ASHLAND — They have won a pair of national championships and finished runner-up twice more in the past decade, but the Ashland women are driven in part by the championship that never was.
The Eagles (34-0) are headed for St. Joseph, Missouri this weekend in advance of Monday’s national quarterfinal game against the University of Texas at Tyler. A win would send AU into Wednesday’s semifinals and one step closer to the April 1 championship game at the American Airlines Center in Dallas.
The world was a different place the last time AU took a perfect record into the postseason. It was March of 2020 and the COVID-19 pandemic had only recently reached American shores.
The Eagles were 31-0 and already had arrived in Springfield, Missouri for the Midwest Regional. While a regional championship was anything but given — Drury was chosen as the regional host over Ashland — there was no reason to think the Eagles wouldn’t be in contention for regional and national championships.
AU coach Kari Pickens was in her second season as AU’s head coach in 2019-20. The Eagles were to take on Southern Indiana in the regional quarterfinals on March 14, but the game would never be played.
“We had just gotten done with practice and we were on our way back to the hotel,” Pickens said. “I didn’t even get a call from anyone. Someone texted me and said, ‘I’m so sorry.’ I didn’t know what they were talking about, so I got on Twitter and that’s how I found out the tournament was canceled.
“It was just devastating for those girls. They had poured so much into that season and they wanted to go out as national champions, the seniors especially.”
Crestview graduate Renee (Stimpert) Holt was among a talented group of seniors that included Women’s Basketball Coaches Association All-American Jodi Johnson. Both Holt and Johnson helped AU win a national title as freshmen in 2017 and finish as runner-up the following year.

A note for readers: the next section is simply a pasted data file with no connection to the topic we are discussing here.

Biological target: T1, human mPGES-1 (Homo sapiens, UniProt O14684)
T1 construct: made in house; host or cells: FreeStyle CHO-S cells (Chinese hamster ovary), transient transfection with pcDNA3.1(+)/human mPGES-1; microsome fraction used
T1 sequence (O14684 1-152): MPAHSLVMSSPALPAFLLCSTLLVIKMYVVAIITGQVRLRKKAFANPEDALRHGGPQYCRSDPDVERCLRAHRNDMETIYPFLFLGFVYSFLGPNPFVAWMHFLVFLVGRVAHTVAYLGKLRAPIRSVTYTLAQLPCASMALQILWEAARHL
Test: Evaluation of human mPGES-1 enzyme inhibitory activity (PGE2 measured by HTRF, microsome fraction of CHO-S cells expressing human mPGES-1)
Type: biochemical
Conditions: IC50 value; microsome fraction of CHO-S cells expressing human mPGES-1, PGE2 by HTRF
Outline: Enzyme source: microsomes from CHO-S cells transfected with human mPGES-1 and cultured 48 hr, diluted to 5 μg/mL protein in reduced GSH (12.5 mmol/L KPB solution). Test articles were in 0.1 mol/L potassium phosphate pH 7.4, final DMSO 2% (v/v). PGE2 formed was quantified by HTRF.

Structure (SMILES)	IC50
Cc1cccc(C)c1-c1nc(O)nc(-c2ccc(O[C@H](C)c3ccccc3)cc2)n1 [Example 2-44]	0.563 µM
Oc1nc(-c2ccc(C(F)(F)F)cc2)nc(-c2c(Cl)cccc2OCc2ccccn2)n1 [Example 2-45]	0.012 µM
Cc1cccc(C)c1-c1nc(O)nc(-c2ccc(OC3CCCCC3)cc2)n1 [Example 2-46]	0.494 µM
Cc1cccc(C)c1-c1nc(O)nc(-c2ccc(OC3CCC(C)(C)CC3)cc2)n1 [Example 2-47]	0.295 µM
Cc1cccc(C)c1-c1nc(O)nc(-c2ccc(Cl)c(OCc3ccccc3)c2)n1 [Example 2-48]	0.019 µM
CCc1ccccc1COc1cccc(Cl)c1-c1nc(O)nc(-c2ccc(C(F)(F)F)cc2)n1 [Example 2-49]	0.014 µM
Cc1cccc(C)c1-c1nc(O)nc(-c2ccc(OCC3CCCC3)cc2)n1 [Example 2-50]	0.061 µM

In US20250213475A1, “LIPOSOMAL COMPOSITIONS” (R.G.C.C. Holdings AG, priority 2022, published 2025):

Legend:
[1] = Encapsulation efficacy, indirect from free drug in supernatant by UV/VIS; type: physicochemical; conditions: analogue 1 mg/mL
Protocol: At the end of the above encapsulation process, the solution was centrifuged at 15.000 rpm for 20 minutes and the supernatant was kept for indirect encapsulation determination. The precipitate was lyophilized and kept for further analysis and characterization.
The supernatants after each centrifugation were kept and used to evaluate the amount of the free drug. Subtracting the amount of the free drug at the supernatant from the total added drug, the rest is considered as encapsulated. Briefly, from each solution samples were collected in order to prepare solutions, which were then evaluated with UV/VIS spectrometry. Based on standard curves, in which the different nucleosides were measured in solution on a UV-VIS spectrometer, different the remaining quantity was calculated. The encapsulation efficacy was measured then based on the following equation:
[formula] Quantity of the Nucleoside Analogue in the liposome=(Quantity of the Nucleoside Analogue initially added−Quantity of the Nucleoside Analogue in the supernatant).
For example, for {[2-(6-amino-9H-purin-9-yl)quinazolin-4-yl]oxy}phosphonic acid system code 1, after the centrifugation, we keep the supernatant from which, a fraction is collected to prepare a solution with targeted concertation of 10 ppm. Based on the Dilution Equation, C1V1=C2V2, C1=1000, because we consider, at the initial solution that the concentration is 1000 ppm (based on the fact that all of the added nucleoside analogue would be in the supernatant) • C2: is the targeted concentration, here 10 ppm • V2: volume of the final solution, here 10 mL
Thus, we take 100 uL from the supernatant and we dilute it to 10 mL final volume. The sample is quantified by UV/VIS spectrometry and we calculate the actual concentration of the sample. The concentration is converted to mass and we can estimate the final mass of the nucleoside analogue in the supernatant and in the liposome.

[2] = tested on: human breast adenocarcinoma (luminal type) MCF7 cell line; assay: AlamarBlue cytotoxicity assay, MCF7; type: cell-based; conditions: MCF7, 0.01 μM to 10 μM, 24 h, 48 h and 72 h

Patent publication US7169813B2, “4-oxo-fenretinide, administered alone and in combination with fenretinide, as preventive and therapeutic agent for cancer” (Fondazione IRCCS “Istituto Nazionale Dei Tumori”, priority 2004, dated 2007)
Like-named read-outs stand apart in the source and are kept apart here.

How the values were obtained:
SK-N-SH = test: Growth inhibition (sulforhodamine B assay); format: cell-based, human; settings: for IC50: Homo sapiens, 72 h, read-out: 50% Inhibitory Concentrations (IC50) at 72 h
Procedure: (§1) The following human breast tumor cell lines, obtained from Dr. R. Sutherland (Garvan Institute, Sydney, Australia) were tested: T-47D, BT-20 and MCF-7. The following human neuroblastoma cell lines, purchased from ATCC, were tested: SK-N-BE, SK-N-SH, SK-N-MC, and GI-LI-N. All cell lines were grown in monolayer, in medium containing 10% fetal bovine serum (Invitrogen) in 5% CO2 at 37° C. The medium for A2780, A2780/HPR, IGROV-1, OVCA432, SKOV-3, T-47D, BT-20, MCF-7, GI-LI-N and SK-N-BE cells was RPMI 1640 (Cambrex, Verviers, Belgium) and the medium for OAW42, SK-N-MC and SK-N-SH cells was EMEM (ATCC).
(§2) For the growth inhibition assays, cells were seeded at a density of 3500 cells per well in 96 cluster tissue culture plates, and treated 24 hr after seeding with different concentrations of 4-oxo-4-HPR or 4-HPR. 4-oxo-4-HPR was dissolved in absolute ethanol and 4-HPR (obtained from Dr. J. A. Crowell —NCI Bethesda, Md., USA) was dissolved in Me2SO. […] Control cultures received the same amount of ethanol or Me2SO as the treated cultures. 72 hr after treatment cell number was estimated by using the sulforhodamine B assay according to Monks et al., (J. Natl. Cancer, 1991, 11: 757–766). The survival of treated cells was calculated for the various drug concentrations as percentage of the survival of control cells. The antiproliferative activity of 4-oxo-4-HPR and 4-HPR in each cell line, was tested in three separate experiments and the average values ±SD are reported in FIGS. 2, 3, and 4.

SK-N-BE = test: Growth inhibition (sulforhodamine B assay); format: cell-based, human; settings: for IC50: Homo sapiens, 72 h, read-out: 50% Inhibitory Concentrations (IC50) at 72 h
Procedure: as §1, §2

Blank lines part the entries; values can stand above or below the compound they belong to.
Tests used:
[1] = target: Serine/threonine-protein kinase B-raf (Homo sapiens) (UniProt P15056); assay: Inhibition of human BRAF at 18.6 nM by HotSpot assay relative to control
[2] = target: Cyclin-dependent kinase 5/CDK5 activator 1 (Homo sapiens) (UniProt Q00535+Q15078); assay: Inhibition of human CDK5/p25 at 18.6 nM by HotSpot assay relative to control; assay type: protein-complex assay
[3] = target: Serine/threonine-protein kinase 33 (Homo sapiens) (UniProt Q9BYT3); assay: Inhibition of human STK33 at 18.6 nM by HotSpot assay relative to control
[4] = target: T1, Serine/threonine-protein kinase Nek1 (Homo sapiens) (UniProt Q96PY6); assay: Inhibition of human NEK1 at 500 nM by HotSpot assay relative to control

“We drove all the way to Missouri before finding out the season was ending because of the coronavirus,” said Holt, AU’s career assists leader who is the head girls basketball coach at Ashland High School. “It made you realize what’s going on in the world around us is so much bigger than basketball.”
Remarkably, Holt was one of six players averaging in double figures that season. That group included current Eagles Hallie Heidemann and Annie Roshak. Senior Sam Chable is the other holdover from the 2019-20 team.
“Having that taken away from us, it was stunning. We all were like, ‘Is this really happening?’ ” said Heidemann, who averaged 11.7 points a game as a freshman in 2019-20 season and 12.4 points a night this season. “It was happening to everybody across the nation. While it was hard for us, it was something much bigger than us.”
The lost 2020 postseason was a valuable lesson, both then and now.
“It’s an example of life. That experience got taken away from us in a very unique way. It was in the form of a pandemic, which nobody would have imagined,” Pickens said. “Things get taken away from us all the time in life. How you respond and your resiliency, that’s what really matters.
“I look at Sam Chable and Annie Roshak and Hallie Heidemann, who were all on that team. They learned from that experience and now they are in a position to finish it.”
Holt and other members of the 2019-20 team have thrown all of their support behind the current Eagles as they chase the national title they were denied in 2020.
“Those girls wanted to be able to leave their mark and had it taken away, which was heart-breaking,” Pickens said. “But three of the four seniors from that year were at the conference championship or the regional championship.
“The bond that team has was so very special and I hope we can finish what they started that year.”